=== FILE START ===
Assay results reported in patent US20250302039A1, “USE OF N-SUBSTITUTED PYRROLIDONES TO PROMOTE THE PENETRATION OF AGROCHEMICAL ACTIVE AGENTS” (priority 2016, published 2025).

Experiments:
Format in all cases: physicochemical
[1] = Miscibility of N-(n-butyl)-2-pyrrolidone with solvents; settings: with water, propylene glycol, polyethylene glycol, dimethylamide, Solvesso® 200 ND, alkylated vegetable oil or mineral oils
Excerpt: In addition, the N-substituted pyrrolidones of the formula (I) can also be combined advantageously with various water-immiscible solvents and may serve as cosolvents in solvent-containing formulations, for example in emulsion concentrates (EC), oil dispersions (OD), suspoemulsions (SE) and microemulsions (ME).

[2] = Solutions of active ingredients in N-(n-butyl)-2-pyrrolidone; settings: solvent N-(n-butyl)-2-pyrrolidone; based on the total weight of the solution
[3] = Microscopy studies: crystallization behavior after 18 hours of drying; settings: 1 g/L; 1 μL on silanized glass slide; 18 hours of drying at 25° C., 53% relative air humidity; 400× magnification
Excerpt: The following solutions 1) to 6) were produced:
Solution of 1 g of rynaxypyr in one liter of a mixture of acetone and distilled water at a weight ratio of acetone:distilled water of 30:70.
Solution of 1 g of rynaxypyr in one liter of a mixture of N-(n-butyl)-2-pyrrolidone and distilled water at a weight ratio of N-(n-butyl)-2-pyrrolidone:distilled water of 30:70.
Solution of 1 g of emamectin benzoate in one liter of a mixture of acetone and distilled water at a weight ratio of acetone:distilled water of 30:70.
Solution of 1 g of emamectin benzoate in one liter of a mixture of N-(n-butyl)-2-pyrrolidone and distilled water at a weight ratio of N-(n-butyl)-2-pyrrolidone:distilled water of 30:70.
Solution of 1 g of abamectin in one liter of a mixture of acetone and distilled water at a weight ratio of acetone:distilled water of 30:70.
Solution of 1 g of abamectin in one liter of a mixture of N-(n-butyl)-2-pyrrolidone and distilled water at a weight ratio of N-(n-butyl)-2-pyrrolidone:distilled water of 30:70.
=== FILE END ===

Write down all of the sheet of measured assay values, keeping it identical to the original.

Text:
Assay results reported in patent US20250302039A1, “USE OF N-SUBSTITUTED PYRROLIDONES TO PROMOTE THE PENETRATION OF AGROCHEMICAL ACTIVE AGENTS” (priority 2016, published 2025).

Experiments:
Format in all cases: physicochemical
[1] = Miscibility of N-(n-butyl)-2-pyrrolidone with solvents; settings: with water, propylene glycol, polyethylene glycol, dimethylamide, Solvesso® 200 ND, alkylated vegetable oil or mineral oils
Excerpt: In addition, the N-substituted pyrrolidones of the formula (I) can also be combined advantageously with various water-immiscible solvents and may serve as cosolvents in solvent-containing formulations, for example in emulsion concentrates (EC), oil dispersions (OD), suspoemulsions (SE) and microemulsions (ME).

[2] = Solutions of active ingredients in N-(n-butyl)-2-pyrrolidone; settings: solvent N-(n-butyl)-2-pyrrolidone; based on the total weight of the solution
[3] = Microscopy studies: crystallization behavior after 18 hours of drying; settings: 1 g/L; 1 μL on silanized glass slide; 18 hours of drying at 25° C., 53% relative air humidity; 400× magnification
Excerpt: The following solutions 1) to 6) were produced:
Solution of 1 g of rynaxypyr in one liter of a mixture of acetone and distilled water at a weight ratio of acetone:distilled water of 30:70.
Solution of 1 g of rynaxypyr in one liter of a mixture of N-(n-butyl)-2-pyrrolidone and distilled water at a weight ratio of N-(n-butyl)-2-pyrrolidone:distilled water of 30:70.
Solution of 1 g of emamectin benzoate in one liter of a mixture of acetone and distilled water at a weight ratio of acetone:distilled water of 30:70.
Solution of 1 g of emamectin benzoate in one liter of a mixture of N-(n-butyl)-2-pyrrolidone and distilled water at a weight ratio of N-(n-butyl)-2-pyrrolidone:distilled water of 30:70.
Solution of 1 g of abamectin in one liter of a mixture of acetone and distilled water at a weight ratio of acetone:distilled water of 30:70.
Solution of 1 g of abamectin in one liter of a mixture of N-(n-butyl)-2-pyrrolidone and distilled water at a weight ratio of N-(n-butyl)-2-pyrrolidone:distilled water of 30:70.